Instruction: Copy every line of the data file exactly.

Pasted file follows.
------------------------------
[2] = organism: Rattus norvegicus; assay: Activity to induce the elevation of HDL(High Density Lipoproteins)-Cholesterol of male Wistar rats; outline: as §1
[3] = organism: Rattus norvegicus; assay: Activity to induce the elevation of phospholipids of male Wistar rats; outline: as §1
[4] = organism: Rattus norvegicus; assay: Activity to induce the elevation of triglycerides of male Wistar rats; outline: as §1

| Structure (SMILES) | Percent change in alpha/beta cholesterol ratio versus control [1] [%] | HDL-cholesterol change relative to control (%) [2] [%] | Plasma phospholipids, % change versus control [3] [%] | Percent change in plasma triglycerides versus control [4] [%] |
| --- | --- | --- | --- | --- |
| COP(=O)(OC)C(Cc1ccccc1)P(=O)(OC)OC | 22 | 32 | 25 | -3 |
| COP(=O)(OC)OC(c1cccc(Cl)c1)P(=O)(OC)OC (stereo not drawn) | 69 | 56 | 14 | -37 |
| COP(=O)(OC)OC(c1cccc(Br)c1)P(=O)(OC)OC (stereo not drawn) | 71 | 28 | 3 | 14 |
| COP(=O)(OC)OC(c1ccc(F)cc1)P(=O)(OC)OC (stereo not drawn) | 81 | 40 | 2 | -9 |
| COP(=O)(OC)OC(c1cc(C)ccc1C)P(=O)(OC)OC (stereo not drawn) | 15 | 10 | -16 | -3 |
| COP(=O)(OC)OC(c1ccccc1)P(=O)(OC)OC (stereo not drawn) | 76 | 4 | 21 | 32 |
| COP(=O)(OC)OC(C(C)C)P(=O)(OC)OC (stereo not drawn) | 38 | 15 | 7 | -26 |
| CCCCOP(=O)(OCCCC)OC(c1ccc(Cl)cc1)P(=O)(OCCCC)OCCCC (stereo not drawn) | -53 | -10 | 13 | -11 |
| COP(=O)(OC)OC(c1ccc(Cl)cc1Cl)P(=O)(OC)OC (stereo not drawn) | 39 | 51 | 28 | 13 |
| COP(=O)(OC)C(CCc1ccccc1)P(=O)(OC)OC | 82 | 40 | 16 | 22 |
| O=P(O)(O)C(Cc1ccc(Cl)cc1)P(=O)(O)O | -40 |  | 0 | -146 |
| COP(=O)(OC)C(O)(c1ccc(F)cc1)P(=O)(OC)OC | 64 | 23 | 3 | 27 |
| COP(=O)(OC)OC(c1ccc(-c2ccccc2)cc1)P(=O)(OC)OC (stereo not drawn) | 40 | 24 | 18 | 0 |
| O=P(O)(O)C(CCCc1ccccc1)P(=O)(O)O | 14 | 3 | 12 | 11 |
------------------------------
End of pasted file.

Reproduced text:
[2] = organism: Rattus norvegicus; assay: Activity to induce the elevation of HDL(High Density Lipoproteins)-Cholesterol of male Wistar rats; outline: as §1
[3] = organism: Rattus norvegicus; assay: Activity to induce the elevation of phospholipids of male Wistar rats; outline: as §1
[4] = organism: Rattus norvegicus; assay: Activity to induce the elevation of triglycerides of male Wistar rats; outline: as §1

| Structure (SMILES) | Percent change in alpha/beta cholesterol ratio versus control [1] [%] | HDL-cholesterol change relative to control (%) [2] [%] | Plasma phospholipids, % change versus control [3] [%] | Percent change in plasma triglycerides versus control [4] [%] |
| --- | --- | --- | --- | --- |
| COP(=O)(OC)C(Cc1ccccc1)P(=O)(OC)OC | 22 | 32 | 25 | -3 |
| COP(=O)(OC)OC(c1cccc(Cl)c1)P(=O)(OC)OC (stereo not drawn) | 69 | 56 | 14 | -37 |
| COP(=O)(OC)OC(c1cccc(Br)c1)P(=O)(OC)OC (stereo not drawn) | 71 | 28 | 3 | 14 |
| COP(=O)(OC)OC(c1ccc(F)cc1)P(=O)(OC)OC (stereo not drawn) | 81 | 40 | 2 | -9 |
| COP(=O)(OC)OC(c1cc(C)ccc1C)P(=O)(OC)OC (stereo not drawn) | 15 | 10 | -16 | -3 |
| COP(=O)(OC)OC(c1ccccc1)P(=O)(OC)OC (stereo not drawn) | 76 | 4 | 21 | 32 |
| COP(=O)(OC)OC(C(C)C)P(=O)(OC)OC (stereo not drawn) | 38 | 15 | 7 | -26 |
| CCCCOP(=O)(OCCCC)OC(c1ccc(Cl)cc1)P(=O)(OCCCC)OCCCC (stereo not drawn) | -53 | -10 | 13 | -11 |
| COP(=O)(OC)OC(c1ccc(Cl)cc1Cl)P(=O)(OC)OC (stereo not drawn) | 39 | 51 | 28 | 13 |
| COP(=O)(OC)C(CCc1ccccc1)P(=O)(OC)OC | 82 | 40 | 16 | 22 |
| O=P(O)(O)C(Cc1ccc(Cl)cc1)P(=O)(O)O | -40 |  | 0 | -146 |
| COP(=O)(OC)C(O)(c1ccc(F)cc1)P(=O)(OC)OC | 64 | 23 | 3 | 27 |
| COP(=O)(OC)OC(c1ccc(-c2ccccc2)cc1)P(=O)(OC)OC (stereo not drawn) | 40 | 24 | 18 | 0 |
| O=P(O)(O)C(CCCc1ccccc1)P(=O)(O)O | 14 | 3 | 12 | 11 |